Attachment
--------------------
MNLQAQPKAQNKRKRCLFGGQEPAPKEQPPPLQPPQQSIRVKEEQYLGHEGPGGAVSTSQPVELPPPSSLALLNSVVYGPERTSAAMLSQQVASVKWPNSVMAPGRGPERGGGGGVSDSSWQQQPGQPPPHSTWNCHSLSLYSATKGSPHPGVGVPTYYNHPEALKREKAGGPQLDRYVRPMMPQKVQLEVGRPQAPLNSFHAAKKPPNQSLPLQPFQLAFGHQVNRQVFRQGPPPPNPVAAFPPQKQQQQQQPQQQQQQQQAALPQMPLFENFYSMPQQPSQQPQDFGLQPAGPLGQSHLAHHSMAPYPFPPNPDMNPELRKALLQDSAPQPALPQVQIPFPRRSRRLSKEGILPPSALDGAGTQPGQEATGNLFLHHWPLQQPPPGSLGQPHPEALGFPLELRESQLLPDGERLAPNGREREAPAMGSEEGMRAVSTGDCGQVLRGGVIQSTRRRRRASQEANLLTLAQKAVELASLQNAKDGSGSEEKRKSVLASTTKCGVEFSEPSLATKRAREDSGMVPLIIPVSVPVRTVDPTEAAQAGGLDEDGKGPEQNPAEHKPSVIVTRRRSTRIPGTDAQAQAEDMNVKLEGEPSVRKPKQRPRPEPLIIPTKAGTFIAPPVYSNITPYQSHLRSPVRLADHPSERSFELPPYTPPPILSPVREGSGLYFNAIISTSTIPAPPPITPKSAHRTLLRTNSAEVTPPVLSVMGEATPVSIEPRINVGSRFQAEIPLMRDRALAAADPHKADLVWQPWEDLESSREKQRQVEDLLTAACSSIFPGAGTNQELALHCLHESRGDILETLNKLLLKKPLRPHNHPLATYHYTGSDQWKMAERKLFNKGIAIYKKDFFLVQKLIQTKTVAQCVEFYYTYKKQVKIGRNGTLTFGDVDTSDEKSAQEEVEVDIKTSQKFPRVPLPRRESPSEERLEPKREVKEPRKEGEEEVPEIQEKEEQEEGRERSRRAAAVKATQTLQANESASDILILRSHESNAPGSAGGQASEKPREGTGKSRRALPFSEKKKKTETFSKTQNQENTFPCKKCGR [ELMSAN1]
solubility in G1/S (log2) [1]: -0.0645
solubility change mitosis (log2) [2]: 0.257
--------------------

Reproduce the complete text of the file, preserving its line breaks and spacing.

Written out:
MNLQAQPKAQNKRKRCLFGGQEPAPKEQPPPLQPPQQSIRVKEEQYLGHEGPGGAVSTSQPVELPPPSSLALLNSVVYGPERTSAAMLSQQVASVKWPNSVMAPGRGPERGGGGGVSDSSWQQQPGQPPPHSTWNCHSLSLYSATKGSPHPGVGVPTYYNHPEALKREKAGGPQLDRYVRPMMPQKVQLEVGRPQAPLNSFHAAKKPPNQSLPLQPFQLAFGHQVNRQVFRQGPPPPNPVAAFPPQKQQQQQQPQQQQQQQQAALPQMPLFENFYSMPQQPSQQPQDFGLQPAGPLGQSHLAHHSMAPYPFPPNPDMNPELRKALLQDSAPQPALPQVQIPFPRRSRRLSKEGILPPSALDGAGTQPGQEATGNLFLHHWPLQQPPPGSLGQPHPEALGFPLELRESQLLPDGERLAPNGREREAPAMGSEEGMRAVSTGDCGQVLRGGVIQSTRRRRRASQEANLLTLAQKAVELASLQNAKDGSGSEEKRKSVLASTTKCGVEFSEPSLATKRAREDSGMVPLIIPVSVPVRTVDPTEAAQAGGLDEDGKGPEQNPAEHKPSVIVTRRRSTRIPGTDAQAQAEDMNVKLEGEPSVRKPKQRPRPEPLIIPTKAGTFIAPPVYSNITPYQSHLRSPVRLADHPSERSFELPPYTPPPILSPVREGSGLYFNAIISTSTIPAPPPITPKSAHRTLLRTNSAEVTPPVLSVMGEATPVSIEPRINVGSRFQAEIPLMRDRALAAADPHKADLVWQPWEDLESSREKQRQVEDLLTAACSSIFPGAGTNQELALHCLHESRGDILETLNKLLLKKPLRPHNHPLATYHYTGSDQWKMAERKLFNKGIAIYKKDFFLVQKLIQTKTVAQCVEFYYTYKKQVKIGRNGTLTFGDVDTSDEKSAQEEVEVDIKTSQKFPRVPLPRRESPSEERLEPKREVKEPRKEGEEEVPEIQEKEEQEEGRERSRRAAAVKATQTLQANESASDILILRSHESNAPGSAGGQASEKPREGTGKSRRALPFSEKKKKTETFSKTQNQENTFPCKKCGR [ELMSAN1]
solubility in G1/S (log2) [1]: -0.0645
solubility change mitosis (log2) [2]: 0.257